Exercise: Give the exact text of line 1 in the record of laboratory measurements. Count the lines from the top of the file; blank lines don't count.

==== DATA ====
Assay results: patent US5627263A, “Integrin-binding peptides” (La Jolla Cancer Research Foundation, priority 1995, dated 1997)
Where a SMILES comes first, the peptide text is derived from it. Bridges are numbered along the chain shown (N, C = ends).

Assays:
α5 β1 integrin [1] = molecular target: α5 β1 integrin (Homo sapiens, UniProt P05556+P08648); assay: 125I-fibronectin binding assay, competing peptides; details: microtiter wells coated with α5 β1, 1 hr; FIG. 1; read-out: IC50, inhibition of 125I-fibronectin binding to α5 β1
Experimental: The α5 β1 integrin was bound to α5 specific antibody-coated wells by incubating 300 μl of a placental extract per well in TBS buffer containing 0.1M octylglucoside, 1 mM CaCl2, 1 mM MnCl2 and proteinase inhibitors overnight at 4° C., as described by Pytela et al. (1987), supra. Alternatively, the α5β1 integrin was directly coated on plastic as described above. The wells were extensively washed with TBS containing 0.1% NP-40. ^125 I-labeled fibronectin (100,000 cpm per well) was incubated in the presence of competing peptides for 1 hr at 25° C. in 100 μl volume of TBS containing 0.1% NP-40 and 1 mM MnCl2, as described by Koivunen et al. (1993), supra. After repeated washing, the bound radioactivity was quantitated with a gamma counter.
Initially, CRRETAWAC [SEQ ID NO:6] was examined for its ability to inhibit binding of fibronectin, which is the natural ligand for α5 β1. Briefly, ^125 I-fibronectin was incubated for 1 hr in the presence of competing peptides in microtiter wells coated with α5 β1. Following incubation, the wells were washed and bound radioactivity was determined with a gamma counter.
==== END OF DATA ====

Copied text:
Assay results: patent US5627263A, “Integrin-binding peptides” (La Jolla Cancer Research Foundation, priority 1995, dated 1997)